10. Now we get a summary screen, check you settings and if satisfied, click “Next”.
  11. Now the Installation will start and when finished we have to restart.

Step 7 Installing SQL Server 2008 R2

  1. From the VBoxSvr share, rightclick “SQLEXPRWT_x64_ENU.exe” and choose “run as administrator” it will extract some installation file. The .Net Core role needs to be enabled so click ok.
    DotNet Core Role

    .Net Core Role

    Be patient, the installation screen of SQL 2008 will pop up in a short while.

  2.  Choose “New installation or add features to an existing installation.”
    Installation Screen SQL 2008

    Installation Screen SQL 2008

    Accept the terms and click next.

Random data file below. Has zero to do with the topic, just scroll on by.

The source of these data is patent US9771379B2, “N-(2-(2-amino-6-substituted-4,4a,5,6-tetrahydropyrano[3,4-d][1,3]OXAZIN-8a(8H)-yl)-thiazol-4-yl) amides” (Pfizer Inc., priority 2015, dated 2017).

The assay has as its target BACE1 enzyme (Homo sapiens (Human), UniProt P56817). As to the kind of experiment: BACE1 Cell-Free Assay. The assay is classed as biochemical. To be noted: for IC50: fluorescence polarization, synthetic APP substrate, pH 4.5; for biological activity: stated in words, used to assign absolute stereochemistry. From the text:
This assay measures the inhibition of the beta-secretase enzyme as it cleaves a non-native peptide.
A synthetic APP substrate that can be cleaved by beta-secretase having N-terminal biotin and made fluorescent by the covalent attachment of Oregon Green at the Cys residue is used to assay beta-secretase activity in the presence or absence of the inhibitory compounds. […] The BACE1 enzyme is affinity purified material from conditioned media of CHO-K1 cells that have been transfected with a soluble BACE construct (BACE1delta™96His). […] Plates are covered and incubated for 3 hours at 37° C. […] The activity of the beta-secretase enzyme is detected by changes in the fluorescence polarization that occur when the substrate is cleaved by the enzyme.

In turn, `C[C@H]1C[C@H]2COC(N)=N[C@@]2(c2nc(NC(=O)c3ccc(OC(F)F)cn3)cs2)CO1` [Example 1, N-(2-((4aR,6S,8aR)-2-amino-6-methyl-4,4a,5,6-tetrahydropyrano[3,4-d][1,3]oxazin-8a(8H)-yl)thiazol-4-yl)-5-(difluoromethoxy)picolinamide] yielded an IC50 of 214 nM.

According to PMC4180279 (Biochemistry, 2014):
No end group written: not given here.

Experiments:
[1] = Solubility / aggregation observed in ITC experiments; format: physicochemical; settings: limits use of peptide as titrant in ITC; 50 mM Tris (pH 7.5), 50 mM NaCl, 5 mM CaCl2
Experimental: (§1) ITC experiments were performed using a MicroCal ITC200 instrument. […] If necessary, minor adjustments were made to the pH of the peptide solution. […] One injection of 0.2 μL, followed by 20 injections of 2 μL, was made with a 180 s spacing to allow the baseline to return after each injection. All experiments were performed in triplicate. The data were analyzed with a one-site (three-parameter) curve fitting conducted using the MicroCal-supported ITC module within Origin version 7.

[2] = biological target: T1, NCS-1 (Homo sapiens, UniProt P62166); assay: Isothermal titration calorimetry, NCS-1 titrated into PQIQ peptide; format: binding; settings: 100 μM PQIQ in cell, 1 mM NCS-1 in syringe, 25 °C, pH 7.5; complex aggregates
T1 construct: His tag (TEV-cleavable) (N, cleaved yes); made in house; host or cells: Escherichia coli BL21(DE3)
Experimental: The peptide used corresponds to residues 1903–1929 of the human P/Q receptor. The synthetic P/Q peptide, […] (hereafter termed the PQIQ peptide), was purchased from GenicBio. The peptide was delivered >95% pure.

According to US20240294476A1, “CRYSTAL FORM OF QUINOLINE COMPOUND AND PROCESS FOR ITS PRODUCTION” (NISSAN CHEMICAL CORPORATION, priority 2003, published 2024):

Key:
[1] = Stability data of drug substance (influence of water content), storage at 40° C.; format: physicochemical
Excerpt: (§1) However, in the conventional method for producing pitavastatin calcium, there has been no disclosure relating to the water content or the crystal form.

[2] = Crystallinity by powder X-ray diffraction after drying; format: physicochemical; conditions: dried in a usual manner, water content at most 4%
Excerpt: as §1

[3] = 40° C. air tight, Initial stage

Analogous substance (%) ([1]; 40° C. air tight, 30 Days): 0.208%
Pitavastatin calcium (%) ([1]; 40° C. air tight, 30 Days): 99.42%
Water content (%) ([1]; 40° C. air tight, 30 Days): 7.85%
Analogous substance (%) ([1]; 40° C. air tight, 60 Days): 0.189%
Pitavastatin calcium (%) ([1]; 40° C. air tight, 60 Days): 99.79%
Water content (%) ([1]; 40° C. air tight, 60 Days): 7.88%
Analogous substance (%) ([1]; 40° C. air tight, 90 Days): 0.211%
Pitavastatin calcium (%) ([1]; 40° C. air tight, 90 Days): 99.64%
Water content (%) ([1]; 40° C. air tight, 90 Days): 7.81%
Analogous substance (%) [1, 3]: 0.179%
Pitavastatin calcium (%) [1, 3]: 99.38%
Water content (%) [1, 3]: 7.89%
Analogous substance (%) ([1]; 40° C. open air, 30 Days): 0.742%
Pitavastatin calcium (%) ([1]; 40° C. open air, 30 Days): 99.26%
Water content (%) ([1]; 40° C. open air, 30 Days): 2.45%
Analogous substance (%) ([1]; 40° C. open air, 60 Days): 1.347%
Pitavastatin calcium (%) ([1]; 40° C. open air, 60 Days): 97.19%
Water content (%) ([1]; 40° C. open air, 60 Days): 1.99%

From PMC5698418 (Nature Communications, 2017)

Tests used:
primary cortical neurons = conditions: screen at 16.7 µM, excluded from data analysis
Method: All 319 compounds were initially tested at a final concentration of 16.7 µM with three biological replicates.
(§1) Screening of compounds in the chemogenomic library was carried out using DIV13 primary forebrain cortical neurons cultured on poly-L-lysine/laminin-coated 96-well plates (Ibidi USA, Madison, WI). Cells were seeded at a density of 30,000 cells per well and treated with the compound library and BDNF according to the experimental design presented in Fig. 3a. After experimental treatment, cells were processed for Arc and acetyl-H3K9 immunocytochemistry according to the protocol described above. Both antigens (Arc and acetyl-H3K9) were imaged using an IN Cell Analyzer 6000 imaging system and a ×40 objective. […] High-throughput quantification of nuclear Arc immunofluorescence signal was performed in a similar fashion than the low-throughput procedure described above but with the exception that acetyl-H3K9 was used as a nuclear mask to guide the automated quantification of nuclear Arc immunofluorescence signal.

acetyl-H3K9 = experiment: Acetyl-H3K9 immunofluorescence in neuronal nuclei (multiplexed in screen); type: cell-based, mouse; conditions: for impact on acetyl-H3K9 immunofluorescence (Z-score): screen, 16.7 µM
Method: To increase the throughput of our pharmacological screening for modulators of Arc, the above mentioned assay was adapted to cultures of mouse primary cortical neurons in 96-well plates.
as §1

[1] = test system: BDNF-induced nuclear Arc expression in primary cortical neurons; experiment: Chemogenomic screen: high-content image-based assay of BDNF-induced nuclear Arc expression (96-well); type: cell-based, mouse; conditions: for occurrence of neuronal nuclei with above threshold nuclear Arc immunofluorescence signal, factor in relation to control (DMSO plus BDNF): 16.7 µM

3. From here on some screens of the choices I made
    Installing SQL 2008 Step 1

    Installing SQL 2008 Step 1

    SQL2008 Step 2

    Installing SQL 2008 Step 2

    Installing SQL 2008 Step 3

    Installing SQL 2008 Step 3

    SQL 2008 Step 4

    Installing SQL 2008 Step 4

    SQL 2008 Installation finished

    SQL 2008 Installation finished

  4. When finished it might be a good idea to check for updates. Install any updates found.

Step 8 Installing SharePoint Foundation

  1. From the share we created earlier, start SharePointFoundation.exe, the Install screen will appear, choose “Install software prerequisites”It will install and configure these:
    • Application Server Role, Web Server (IIS) Role.
    • Microsoft SQL Server 2008 Native Client.
    • Windows Identity Foundation.
    • Microsoft Sync Framework Runtime v1.0 (x64).
    • Microsoft Chart Controls for Microsoft .NET Framework 3.5.
    • Microsoft Filter Pack 2.0.
    • Microsoft SQL Server 2008 Analysis Services ADOMD.NET.
    • Microsoft Server Speech Platform Runtime (x64).
    • Microsoft Server Speech Recognition Language – TELE(en-US).
    • SQL 2008 R2 Reporting Services SharePoint 2010 Add-in.